Alabama-made Atlas V rockets will launch a NASA spacecraft on a dramatic mission to rendezvous with an asteroid and later send Mars 2020, the space agency’s next-generation robotic rover, to the Red Planet.
First up is the lift-off of the OSIRIS-REx spacecraft, scheduled for Sept. 8 at Florida’s Cape Canaveral Air Force Station. The United Launch Alliance Atlas V, assembled in Decatur, will boost the explorer on its way to the near-Earth asteroid Bennu.
The spacecraft will travel to the asteroid, survey it to produce 3-D maps, and bring back a sample of surface material for study. NASA says the mission – the first involving a round-trip to an asteroid — will help scientists investigate how planets formed and life began.
“This mission exemplifies our nation’s quest to boldly go and study our solar system and beyond to better understand the universe and our place in it,” said Geoff Yoder, a NASA administrator in Washington, D.C.
The spacecraft should reach Bennu in 2018 and return the sample via a detachable capsule in 2023.
This week, the OSIRIS-REx was bolted onto the Alabama-made Atlas V on Pad 41 at Cape Canaveral in preparation for lift-off. (NASA said the launch should not be affected by Thursday’s SpaceX rocket explosion on a nearby pad.)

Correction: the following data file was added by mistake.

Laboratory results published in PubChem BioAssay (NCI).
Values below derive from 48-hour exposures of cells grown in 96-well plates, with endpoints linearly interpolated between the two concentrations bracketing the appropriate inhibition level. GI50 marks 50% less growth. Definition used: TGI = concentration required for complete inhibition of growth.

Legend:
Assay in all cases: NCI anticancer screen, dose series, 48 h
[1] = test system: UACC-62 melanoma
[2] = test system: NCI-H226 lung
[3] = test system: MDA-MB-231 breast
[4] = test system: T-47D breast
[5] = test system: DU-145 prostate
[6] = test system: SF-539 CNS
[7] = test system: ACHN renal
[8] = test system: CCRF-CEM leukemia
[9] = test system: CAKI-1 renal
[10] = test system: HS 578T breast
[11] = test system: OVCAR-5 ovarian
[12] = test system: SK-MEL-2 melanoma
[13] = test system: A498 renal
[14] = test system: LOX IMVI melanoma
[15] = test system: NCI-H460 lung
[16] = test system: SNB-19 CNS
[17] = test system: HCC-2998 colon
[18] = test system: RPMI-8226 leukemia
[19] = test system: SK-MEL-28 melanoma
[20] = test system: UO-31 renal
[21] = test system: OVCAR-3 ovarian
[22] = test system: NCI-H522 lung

MISSION TO MARS
On Aug. 25, NASA’s Launch Services Program announced that ULA’s Atlas V will launch Mars 2020 on its mission to the Red Planet.
Lift-off is planned for July 2020 from Cape Canaveral, and the spacecraft should reach Mars in 2021.
The Mars 2020 rover will conduct geological assessments of its landing site and determine the habitability of the environment. It will also search for signs of ancient Martian life, and assess natural resources and hazards for future human explorers.
“Our launch vehicles have a rich heritage with Mars, supporting 17 successful missions over more than 50 years,” said Laura Maginnis, ULA’s vice president of Custom Services. “ULA and our heritage rockets have launched every U.S. spacecraft to the Red Planet, including Mars Science Lab, as well as the Spirit and Opportunity rovers.”
ULA’s Alabama assembly facility is the sole production site for Atlas V and Delta IV rockets, which launch payloads for NASA and other government agencies. The 1.6 million-square-foot Decatur factory employs around 1,000 people.
Versions of the Atlas V can stand 205 feet tall, rising to almost 19 stories.
An Alabama-made Atlas V will launch NASA’s next Mars lander, called inSight, in 2018. The surface explorer aims to provide understanding of the processes that shaped the planets of the inner solar system, including Earth.
There’s another Alabama connection to two of these missions. OSIRIS-REx is the third mission in NASA’s New Frontiers Program, which is managed by Marshall Space Flight Center in Huntsville. InSight is part of NASA’s Discovery program, also managed by Marshall.
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